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How do you manage nitrogen following a drought?

Corn Source: Looking at the pattern in 2013 following the 2012 drought, nitrate was easily lost to leaching. Here’s how cover crops can help.

December 7, 2023

2 Min Read
mixed cover crop plants
MIXED COVERS: A cover crop mix like this winter cereal rye cover crop can help hold nitrogen in place following a drought.Matt Helmers

by Matt Helmers

For the past four years, we have had lower-than-normal or average precipitation conditions in nearly all parts of Iowa. This has environmental and agronomic implications. Since it has been dry for multiple growing seasons, we have lost less nitrogen through leaching than under normal precipitation conditions.

In fact, since 2020 at our drainage water quality research site near Gilmore City, Iowa, we have cumulatively lost about 5 pounds per acre of nitrate-N through leaching. That’s about 1.25 pounds per acre per year.

Whereas over the last 30-plus years at the site, the average annual nitrate-N loss was about 30 pounds per acre. A point of consideration is when we do see precipitation that leads to leaching, we are likely to see a substantial loss of nitrate-N. We certainly observed this in the past, such as in 2013 following the drought of 2012.

Applied to today

Similar to 10 years ago, we have several considerations following a drought, relative to the environment. While too late for 2023, planting cover crops is one of the practices that has the potential to reduce the risk of nitrate-N leaching losses. This can be especially effective for reducing spring N leaching losses. One caveat is that to get reductions in N loss, we need growth of the cover crop. So, a dry fall can make that challenging if there is insufficient soil moisture to germinate the cover crop.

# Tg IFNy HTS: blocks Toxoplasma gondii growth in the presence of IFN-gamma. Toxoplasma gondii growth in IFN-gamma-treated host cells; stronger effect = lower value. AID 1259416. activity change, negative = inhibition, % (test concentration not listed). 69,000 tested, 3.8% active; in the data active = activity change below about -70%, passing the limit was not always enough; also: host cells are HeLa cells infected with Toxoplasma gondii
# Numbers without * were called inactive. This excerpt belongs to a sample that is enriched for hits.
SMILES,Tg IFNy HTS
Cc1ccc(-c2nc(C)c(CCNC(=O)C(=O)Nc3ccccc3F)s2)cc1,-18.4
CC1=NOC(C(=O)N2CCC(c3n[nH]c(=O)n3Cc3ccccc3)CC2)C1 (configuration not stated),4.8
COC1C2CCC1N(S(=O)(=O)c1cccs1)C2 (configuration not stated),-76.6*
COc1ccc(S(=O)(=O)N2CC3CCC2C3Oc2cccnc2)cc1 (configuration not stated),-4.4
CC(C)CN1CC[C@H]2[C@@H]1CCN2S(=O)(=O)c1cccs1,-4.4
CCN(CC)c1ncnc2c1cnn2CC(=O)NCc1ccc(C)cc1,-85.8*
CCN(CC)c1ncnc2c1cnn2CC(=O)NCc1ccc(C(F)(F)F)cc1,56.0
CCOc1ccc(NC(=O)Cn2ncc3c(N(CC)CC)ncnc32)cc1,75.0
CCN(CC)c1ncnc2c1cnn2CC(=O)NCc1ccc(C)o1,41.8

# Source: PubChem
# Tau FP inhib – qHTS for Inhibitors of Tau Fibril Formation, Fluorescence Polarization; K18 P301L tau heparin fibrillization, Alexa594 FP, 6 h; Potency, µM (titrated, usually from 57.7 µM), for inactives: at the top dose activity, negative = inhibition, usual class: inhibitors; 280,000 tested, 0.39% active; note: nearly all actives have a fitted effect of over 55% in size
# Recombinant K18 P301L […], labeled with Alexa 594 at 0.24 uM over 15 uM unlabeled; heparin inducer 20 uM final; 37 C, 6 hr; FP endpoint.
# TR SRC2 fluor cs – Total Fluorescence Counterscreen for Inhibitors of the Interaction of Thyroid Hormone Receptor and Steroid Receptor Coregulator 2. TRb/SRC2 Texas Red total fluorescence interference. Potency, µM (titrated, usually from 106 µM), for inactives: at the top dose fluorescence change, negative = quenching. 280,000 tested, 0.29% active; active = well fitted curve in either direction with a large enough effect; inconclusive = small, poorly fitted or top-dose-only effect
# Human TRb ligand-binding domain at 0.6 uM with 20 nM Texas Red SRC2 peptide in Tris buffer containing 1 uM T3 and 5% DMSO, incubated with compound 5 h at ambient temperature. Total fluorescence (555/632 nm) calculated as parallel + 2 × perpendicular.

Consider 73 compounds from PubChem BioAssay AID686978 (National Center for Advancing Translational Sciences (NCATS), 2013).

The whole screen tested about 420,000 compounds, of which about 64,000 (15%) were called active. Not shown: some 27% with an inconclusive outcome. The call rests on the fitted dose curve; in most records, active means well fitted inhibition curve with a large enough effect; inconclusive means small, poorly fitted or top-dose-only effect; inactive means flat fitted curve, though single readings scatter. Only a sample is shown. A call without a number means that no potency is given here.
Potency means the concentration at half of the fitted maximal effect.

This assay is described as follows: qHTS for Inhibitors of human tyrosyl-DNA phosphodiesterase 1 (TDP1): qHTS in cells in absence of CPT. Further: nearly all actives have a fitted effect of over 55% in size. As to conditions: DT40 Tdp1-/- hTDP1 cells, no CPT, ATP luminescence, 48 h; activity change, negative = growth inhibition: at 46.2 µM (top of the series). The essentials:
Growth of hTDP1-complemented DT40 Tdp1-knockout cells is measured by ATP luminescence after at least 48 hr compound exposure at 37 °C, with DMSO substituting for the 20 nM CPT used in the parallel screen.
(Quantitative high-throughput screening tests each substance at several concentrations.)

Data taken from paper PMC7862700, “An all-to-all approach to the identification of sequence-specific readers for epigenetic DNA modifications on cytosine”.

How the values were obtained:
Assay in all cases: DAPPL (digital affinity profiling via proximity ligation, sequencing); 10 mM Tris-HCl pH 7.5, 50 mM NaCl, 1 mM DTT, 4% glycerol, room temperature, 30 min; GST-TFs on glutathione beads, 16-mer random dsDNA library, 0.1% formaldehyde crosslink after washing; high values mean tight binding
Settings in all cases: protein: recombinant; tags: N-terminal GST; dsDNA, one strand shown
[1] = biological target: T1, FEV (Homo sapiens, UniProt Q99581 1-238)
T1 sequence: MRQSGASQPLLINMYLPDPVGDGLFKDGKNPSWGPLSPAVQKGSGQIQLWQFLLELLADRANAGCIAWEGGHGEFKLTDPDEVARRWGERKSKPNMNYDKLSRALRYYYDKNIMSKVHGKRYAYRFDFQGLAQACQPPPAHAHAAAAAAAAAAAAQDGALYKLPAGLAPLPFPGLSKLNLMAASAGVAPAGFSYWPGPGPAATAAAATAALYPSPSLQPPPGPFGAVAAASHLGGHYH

With the multiple years of dry conditions in many areas, it is a good time to assess soil nitrogen levels. Drought can lead to uneven distribution of nitrogen in the soil profile. Soil testing provides valuable insights into nitrogen availability and guides farmers to make informed decisions regarding nitrogen application. Working with your local agronomist on nitrogen management decisions for crop year 2024 is important, and factoring in residual nitrogen levels may be critical.

Another nitrogen management practice to consider is using split application where you could base in-season application on the weather conditions to that point. Considering nitrogen rate and split application may help us reduce the risk of nitrogen loss through leaching.

Looking ahead

Again, while too late for this fall, it would be beneficial to look ahead to plan for fall 2024 use of cover crops, as they can be one of our most effective tools for minimizing the risk of N loss via leaching following a drought — provided we can get cover crop growth.

The challenge of reducing the risk of N loss via leaching with in-field management also highlights why a systems approach is needed. In many areas, the system may use edge-of-field practices that intercept the nitrate-N before reaching the stream. These practices include saturated buffers, wood-chip bioreactors, wetlands, and multipurpose oxbows.

Find helpful tips for implementing cover crops and determining which edge-of-field practice can work best on your land through the free Whole Farm Conservation Best Practices Manual.

Helmers is an Extension agricultural engineer and director of the Iowa Nutrient Research Center.

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